“One of my greatest revelations is finding me,” says Sophie, a French woman who is now one year past signing her divorce decree.

“I don’t have to spend time anymore trying to please him. I did not realize how hard I worked trying to make him happy, and he just never was. Today, I spend that time on me and my children. And to be honest, I love what I am finding in the mirror. She’s new, but also familiar. I don’t know everything about her yet, but she’s real, and now, she’s talking to me straight.”

Since 2012, smart women around the world have chosen SAS for Women to partner them through the emotional, financial, and oft times complicated experience of divorce. Schedule your free 45-minute consultation with SAS. Tell us confidentially what’s going on and we’ll give you black & white feedback, resources and suggestions for your next steps (regardless of your working further with us or not). Our goal is to help flatten your learning curve so you can move on to your better chapter.

Understand Your Divorce Attorney: A Glossary of Legal Terms

Sometimes do you feel that the kind of divorce help you need means hiring a translator? Do your eyes glaze over as soon as your divorce attorney starts talking?  Does it sound like s/he is speaking Latin? You aren’t alone. Divorce is complicated and the law does have a very specific language. But that doesn’t mean you can’t figure out what it all means. Just like you might use a travel guide to help you communicate in a foreign country, you can decipher the language of divorce using this helpful glossary written by the American Bar Association.

 

The Language of Divorce. (Click image to view or print)

Glossary of legal terms related to divorce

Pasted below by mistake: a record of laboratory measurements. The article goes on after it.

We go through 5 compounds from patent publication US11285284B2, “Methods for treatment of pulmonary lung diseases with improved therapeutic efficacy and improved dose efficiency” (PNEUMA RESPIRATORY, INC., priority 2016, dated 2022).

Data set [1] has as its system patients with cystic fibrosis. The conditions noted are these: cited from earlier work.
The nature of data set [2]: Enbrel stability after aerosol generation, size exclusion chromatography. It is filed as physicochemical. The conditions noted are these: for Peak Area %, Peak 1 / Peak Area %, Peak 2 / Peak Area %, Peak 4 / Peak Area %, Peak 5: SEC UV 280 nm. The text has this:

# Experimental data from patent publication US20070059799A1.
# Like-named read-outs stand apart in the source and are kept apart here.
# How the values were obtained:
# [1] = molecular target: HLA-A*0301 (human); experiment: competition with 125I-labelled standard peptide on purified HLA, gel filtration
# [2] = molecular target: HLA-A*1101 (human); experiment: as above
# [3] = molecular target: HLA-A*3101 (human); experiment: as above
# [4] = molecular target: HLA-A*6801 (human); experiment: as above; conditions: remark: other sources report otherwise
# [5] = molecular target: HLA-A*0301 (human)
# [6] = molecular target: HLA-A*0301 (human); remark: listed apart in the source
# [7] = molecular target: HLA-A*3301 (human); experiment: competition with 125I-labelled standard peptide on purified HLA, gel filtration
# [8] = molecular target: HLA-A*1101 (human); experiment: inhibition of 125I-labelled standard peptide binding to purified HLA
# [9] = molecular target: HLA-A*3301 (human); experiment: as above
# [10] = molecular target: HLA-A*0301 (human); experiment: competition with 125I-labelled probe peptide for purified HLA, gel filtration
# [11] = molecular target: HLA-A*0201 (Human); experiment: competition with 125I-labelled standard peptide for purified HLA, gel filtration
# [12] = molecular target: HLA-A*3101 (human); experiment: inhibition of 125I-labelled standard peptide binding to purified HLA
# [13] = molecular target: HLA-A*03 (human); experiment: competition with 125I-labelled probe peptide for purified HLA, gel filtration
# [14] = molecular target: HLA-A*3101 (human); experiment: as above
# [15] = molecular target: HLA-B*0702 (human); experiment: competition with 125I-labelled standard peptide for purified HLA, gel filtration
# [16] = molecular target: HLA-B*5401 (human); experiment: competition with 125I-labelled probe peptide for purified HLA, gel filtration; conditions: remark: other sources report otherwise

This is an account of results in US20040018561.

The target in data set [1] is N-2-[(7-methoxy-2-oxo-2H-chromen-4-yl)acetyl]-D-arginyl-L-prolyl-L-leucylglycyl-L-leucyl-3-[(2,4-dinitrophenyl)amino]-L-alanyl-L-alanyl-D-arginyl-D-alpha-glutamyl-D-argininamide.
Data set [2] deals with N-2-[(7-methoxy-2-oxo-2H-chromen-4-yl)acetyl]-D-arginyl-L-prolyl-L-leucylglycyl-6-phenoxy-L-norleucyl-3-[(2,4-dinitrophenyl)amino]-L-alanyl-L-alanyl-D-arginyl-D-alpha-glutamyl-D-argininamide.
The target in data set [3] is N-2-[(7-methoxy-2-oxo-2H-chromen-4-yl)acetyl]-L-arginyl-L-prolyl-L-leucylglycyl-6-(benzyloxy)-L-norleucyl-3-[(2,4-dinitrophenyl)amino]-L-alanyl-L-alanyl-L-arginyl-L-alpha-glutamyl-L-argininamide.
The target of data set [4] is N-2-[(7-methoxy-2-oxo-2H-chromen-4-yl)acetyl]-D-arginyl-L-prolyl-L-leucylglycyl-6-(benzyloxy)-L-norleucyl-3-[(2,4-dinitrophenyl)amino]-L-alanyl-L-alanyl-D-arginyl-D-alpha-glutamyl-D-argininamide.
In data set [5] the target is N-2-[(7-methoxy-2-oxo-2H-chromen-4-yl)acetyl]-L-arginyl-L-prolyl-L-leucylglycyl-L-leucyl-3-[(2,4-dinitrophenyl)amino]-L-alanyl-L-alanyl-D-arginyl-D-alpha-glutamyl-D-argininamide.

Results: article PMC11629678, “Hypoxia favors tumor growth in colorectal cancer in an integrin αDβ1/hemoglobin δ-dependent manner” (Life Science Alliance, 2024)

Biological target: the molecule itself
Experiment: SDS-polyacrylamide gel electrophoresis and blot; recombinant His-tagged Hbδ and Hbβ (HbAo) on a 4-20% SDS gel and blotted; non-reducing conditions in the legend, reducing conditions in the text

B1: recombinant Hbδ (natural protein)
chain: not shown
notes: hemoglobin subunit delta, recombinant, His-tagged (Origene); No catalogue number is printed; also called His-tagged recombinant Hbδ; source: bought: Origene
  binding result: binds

Poor Little Rich Women?

As a working Upper East Side mother (and for many years before, residing there as stay at home mom) I read with amusement Wednesday Martins’ recent New York Times essay on her culture shock in living among the moneyed mothers of this demographic. I say “amusement” as in the same kind of titillation I derive (but try to deny) watching an episode of “Gossip Girls,” or the “Real Housewives” of any city. We want to believe, as F. Scott Fitzgerald said, “that the rich are different.”

But let’s be clear, Dr. Martin’s piece — published a week in advance of the release of her new book Primates on Park Avenue — does not advance our conversation on what modern women need to know about marriage, mothering, and attaining self-fulfillment. It’s a distraction, pitting women against women.

Here’s Dr. Martin, a mother and an anthropologist by training, describing “the tribe” she encounters when she moves to Manhattan’s Upper East Side:

 I met the women I came to call the Glam SAHMs, for glamorous-stay-at-home moms, of my new habitat. My culture shock was immediate . . . to discover that the most elite stratum of all is a glittering moneyed backwater.

. . . .The women I met, mainly at playgrounds, playgroups and the nursery school where I took my sons were mostly 30-something with advanced degrees from prestigious universities and business schools. They were married to rich, powerful men, many of whom ran hedge or private equity funds; they often had three or four children under the age of 10. . . .. (A)nd they did not work outside the home.

Instead they toiled in what the sociologist Sharon Hays calls, ‘”intensive mothering,” exhaustively enriching their childrens lives by virtually every measure, then advocating for them anxiously and sometimes ruthlessly in the high-stakes games of social jockeying and school admissions.